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The Future of BioethicsInternational Dialogues$
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Akira Akabayashi

Print publication date: 2014

Print ISBN-13: 9780199682676

Published to Oxford Scholarship Online: January 2014

DOI: 10.1093/acprof:oso/9780199682676.001.0001

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PRINTED FROM OXFORD SCHOLARSHIP ONLINE (oxford.universitypressscholarship.com). (c) Copyright Oxford University Press, 2021. All Rights Reserved. An individual user may print out a PDF of a single chapter of a monograph in OSO for personal use. date: 24 October 2021

Commentary

Commentary

Moral Technology and the Concept of ‘the Self’

Chapter:
(p.126) 3.4 Commentary
Source:
The Future of Bioethics
Author(s):

Tomohide Ibuki

Satoshi Kodama

Publisher:
Oxford University Press
DOI:10.1093/acprof:oso/9780199682676.003.0014

The author argues that, in “Autonomy and the ethics of biological behaviour modification”, Savulescu, Douglas, and Persson are discussing the ethics of a technology for improving moral motivation and behaviour that does not yet exist and will most likely never exist. While they succeed in showing how behavioural modification might be compatible with freedom and autonomy – and perhaps even justifiable even if it were not — in the fantastic case they consider, there is little one can conclude from this about any technology of “moral bioenhancement” in the foreseeable future. Indeed, there is a real danger that their argument will license attempts to manipulate behaviour through drugs and brain implants, which raise profound moral issues that they barely mention.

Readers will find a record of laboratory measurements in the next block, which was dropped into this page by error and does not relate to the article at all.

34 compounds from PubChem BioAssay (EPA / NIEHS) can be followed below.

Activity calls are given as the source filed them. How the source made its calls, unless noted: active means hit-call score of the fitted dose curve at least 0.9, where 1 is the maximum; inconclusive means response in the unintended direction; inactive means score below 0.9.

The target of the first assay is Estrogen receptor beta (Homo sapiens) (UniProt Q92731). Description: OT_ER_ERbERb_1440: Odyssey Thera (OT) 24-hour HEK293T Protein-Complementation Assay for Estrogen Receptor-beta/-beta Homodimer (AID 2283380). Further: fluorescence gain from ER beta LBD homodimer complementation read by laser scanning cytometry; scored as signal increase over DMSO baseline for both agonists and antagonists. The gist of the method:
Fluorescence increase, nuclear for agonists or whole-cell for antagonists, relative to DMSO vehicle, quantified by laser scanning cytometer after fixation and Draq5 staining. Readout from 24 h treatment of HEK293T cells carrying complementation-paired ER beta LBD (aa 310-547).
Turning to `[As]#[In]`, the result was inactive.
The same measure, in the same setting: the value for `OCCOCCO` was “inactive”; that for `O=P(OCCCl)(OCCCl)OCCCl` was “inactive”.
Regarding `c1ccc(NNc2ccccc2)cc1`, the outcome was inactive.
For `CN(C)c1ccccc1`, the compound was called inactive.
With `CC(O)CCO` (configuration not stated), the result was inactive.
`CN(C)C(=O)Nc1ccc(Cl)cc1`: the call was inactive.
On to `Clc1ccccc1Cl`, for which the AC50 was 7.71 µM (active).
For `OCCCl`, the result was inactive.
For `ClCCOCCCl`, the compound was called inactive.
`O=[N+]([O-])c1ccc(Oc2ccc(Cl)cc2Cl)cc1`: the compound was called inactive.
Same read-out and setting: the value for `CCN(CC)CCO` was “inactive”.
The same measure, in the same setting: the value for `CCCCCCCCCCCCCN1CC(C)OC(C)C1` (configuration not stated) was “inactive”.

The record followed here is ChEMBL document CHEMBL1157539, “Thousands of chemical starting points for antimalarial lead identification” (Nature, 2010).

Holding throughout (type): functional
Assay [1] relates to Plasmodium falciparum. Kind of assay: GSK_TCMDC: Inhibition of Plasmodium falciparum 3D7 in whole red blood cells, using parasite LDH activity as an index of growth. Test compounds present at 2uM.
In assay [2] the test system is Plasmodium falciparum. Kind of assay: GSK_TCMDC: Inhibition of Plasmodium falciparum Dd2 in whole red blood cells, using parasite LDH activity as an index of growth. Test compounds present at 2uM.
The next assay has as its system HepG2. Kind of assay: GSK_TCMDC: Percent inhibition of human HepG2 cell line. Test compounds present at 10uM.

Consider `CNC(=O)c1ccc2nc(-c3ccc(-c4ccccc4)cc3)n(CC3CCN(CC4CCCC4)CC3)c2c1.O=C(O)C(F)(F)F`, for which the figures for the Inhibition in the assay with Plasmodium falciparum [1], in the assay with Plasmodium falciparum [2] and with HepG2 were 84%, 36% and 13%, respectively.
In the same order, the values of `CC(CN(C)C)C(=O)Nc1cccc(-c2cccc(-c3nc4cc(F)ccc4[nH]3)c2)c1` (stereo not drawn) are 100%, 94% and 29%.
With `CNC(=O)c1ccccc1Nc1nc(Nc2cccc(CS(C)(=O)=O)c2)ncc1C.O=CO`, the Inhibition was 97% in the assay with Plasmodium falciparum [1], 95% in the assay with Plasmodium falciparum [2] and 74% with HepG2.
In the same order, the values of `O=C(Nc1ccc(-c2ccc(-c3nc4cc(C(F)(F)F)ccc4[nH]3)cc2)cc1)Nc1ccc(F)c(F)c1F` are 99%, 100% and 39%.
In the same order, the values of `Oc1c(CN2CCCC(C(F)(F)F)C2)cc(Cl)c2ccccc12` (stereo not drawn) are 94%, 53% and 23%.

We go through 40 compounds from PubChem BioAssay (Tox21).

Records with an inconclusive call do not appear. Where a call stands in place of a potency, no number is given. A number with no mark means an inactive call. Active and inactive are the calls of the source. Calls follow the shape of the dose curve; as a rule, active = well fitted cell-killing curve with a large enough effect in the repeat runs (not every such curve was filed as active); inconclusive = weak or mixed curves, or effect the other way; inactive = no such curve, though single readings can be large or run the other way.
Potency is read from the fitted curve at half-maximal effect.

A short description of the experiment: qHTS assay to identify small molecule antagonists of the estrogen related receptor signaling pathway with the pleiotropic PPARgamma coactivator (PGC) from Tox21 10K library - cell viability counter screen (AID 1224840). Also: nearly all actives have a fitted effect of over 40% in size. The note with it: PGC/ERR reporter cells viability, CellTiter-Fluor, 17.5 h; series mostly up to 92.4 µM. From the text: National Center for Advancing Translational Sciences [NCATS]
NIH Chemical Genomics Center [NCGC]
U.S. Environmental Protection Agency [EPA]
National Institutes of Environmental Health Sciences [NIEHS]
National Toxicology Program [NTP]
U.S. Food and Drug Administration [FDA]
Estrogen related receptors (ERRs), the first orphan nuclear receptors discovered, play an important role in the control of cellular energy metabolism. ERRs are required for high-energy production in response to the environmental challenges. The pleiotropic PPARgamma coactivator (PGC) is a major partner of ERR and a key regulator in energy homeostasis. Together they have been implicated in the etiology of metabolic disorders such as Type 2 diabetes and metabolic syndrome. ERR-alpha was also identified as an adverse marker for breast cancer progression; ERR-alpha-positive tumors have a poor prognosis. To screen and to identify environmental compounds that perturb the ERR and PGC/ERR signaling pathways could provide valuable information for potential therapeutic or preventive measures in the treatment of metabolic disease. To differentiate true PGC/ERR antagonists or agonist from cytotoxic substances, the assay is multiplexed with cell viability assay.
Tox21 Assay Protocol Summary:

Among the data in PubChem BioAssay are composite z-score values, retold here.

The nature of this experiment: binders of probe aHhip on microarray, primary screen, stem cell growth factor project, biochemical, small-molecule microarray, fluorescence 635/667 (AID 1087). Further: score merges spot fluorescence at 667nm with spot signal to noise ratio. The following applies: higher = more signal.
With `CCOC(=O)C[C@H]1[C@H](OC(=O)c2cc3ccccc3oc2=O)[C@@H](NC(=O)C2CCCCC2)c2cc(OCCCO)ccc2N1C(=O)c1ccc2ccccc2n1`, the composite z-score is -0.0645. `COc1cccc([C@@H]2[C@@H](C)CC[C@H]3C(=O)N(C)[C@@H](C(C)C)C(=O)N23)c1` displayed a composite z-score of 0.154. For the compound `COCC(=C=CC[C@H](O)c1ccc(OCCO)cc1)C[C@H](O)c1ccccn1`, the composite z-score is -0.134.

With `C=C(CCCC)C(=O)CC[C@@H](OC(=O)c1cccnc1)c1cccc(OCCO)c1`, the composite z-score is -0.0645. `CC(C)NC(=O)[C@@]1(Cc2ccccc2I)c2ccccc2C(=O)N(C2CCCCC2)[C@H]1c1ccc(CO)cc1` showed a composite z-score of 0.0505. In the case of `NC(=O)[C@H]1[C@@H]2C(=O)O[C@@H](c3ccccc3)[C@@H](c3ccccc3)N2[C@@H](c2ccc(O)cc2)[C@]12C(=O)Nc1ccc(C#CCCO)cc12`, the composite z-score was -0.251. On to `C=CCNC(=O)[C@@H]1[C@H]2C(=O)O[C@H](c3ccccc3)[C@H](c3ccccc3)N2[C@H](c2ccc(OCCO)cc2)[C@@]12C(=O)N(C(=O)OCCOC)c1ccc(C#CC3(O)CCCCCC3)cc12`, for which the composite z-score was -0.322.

Keywords:   Moral enhancement, ethics, drugs, freedom

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